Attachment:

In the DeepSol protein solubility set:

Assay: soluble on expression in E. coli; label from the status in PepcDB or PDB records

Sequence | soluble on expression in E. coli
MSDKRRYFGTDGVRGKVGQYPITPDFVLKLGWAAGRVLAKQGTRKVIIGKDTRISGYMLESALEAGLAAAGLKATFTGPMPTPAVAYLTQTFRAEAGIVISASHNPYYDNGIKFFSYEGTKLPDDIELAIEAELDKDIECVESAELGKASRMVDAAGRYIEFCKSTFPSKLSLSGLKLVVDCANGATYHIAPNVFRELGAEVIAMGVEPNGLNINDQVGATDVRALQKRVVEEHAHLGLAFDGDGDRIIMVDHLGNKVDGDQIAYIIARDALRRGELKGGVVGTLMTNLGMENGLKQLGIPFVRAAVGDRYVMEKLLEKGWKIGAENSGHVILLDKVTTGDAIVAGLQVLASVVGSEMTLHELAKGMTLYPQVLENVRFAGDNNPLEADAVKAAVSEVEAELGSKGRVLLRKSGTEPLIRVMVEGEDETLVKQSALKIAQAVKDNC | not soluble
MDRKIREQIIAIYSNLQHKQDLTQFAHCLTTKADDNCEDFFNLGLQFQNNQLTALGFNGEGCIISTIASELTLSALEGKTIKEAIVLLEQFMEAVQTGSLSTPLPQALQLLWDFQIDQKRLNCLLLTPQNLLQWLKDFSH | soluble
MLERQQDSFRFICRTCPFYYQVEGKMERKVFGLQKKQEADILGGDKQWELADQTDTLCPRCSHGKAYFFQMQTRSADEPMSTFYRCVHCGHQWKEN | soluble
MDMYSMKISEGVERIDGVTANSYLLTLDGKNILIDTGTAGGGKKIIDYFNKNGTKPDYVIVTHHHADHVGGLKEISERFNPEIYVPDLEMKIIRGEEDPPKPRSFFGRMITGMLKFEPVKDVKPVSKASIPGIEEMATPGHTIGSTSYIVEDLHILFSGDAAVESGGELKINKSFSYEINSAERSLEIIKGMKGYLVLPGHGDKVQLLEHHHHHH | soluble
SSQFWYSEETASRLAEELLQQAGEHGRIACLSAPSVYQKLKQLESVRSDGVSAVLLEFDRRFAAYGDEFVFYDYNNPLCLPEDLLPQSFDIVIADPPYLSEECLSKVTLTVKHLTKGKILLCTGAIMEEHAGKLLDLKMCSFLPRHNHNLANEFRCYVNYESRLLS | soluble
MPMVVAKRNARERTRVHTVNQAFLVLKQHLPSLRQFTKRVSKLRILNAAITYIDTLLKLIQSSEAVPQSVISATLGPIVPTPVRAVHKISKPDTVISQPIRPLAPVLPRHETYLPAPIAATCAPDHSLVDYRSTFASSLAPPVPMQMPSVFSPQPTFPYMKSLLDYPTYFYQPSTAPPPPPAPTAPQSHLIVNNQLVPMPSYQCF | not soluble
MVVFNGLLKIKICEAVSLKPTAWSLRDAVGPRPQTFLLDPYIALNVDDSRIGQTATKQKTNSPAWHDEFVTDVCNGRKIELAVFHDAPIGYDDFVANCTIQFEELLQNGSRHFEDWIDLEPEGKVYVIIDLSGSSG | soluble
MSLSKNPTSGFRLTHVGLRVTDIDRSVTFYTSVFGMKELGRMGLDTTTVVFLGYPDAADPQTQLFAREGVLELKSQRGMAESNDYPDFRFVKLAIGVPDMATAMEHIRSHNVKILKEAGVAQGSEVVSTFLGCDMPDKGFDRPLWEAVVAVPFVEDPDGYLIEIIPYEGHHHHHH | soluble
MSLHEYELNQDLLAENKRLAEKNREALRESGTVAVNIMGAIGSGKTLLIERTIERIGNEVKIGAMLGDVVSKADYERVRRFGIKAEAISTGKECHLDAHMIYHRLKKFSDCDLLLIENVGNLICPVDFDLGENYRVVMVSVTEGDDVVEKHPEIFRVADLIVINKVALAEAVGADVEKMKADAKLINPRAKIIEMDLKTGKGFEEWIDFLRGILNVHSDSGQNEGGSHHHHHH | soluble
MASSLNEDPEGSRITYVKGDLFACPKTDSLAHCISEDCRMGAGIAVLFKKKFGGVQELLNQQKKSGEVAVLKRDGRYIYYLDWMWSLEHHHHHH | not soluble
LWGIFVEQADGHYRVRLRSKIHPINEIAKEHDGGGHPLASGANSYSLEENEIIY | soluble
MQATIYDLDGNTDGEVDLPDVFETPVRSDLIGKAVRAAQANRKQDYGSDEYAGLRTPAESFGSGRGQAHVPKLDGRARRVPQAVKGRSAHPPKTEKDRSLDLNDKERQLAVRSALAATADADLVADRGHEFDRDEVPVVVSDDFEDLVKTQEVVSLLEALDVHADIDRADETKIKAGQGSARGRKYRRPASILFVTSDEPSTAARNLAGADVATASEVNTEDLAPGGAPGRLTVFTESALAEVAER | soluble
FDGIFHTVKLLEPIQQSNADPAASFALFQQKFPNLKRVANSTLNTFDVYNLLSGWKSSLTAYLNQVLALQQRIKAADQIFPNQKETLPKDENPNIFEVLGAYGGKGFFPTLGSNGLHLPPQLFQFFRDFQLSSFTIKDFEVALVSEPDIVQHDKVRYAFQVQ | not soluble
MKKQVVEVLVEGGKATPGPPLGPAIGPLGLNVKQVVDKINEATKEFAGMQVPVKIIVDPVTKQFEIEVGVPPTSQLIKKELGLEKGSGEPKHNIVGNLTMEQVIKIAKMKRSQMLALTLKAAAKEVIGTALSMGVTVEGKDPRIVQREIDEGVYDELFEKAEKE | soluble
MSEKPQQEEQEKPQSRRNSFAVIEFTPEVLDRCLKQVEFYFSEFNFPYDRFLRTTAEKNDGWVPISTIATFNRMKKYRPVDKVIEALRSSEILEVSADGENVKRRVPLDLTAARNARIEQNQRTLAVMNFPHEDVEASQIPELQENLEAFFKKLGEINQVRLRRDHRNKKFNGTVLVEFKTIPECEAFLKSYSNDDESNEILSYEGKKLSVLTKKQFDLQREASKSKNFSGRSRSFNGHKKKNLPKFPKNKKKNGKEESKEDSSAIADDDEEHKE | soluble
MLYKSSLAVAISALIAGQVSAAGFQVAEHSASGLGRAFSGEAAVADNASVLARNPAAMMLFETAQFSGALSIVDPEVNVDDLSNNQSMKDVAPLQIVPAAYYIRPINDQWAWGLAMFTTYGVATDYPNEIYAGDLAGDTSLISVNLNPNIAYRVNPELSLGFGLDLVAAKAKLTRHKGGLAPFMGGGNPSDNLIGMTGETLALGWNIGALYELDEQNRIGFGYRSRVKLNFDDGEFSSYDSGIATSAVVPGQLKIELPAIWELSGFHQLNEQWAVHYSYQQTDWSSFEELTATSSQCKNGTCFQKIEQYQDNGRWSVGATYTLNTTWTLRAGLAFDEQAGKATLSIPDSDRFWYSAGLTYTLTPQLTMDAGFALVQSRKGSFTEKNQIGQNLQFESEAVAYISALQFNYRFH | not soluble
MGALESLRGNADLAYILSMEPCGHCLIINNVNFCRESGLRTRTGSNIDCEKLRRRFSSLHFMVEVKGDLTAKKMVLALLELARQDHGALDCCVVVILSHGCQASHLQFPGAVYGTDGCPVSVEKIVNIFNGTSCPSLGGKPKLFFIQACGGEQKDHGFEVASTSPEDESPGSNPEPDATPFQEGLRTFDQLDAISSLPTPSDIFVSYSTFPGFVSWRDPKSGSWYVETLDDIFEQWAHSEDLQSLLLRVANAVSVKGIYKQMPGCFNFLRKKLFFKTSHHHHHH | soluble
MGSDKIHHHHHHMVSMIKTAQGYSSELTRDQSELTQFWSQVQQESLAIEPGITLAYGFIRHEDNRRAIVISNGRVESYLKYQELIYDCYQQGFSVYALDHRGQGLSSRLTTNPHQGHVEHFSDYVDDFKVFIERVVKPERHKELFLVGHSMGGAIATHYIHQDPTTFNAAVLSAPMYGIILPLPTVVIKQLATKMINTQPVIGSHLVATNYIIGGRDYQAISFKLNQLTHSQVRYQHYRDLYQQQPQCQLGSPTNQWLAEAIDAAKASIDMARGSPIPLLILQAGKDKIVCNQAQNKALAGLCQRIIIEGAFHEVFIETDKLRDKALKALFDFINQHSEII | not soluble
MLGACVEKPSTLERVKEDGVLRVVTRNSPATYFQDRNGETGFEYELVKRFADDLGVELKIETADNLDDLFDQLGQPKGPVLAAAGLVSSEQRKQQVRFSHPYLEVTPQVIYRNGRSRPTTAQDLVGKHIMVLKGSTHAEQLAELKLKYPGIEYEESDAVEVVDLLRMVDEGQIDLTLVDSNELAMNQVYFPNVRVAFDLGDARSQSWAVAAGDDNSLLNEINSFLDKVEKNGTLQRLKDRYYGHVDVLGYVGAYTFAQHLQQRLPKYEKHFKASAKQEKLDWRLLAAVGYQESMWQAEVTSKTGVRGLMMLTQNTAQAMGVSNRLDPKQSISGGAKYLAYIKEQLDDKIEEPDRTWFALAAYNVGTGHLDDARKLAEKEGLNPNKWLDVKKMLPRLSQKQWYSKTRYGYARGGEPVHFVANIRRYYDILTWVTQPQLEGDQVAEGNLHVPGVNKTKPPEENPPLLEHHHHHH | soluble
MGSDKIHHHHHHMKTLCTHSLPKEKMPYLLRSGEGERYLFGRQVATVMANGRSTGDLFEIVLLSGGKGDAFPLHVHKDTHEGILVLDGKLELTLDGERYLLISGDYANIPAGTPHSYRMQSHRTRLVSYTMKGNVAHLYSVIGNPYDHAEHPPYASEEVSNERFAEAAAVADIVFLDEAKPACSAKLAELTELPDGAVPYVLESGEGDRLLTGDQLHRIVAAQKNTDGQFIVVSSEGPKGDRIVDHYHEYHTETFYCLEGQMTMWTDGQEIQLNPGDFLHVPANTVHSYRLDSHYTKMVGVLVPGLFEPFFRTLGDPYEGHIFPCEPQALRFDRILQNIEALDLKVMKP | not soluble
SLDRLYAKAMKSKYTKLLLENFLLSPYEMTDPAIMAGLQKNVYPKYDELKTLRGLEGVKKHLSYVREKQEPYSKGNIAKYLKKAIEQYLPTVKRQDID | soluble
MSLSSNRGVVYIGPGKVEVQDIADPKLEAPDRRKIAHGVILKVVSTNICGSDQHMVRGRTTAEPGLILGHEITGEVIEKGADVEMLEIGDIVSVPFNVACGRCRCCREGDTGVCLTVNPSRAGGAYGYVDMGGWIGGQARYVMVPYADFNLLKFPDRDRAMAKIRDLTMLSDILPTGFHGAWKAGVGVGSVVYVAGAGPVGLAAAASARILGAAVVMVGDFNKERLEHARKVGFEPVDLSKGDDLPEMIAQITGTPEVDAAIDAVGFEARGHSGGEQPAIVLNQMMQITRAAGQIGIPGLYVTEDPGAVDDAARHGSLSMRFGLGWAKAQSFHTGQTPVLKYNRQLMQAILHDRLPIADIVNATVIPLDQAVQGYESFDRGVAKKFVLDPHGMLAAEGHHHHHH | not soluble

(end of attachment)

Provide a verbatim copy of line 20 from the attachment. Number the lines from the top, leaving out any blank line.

MGALESLRGNADLAYILSMEPCGHCLIINNVNFCRESGLRTRTGSNIDCEKLRRRFSSLHFMVEVKGDLTAKKMVLALLELARQDHGALDCCVVVILSHGCQASHLQFPGAVYGTDGCPVSVEKIVNIFNGTSCPSLGGKPKLFFIQACGGEQKDHGFEVASTSPEDESPGSNPEPDATPFQEGLRTFDQLDAISSLPTPSDIFVSYSTFPGFVSWRDPKSGSWYVETLDDIFEQWAHSEDLQSLLLRVANAVSVKGIYKQMPGCFNFLRKKLFFKTSHHHHHH | soluble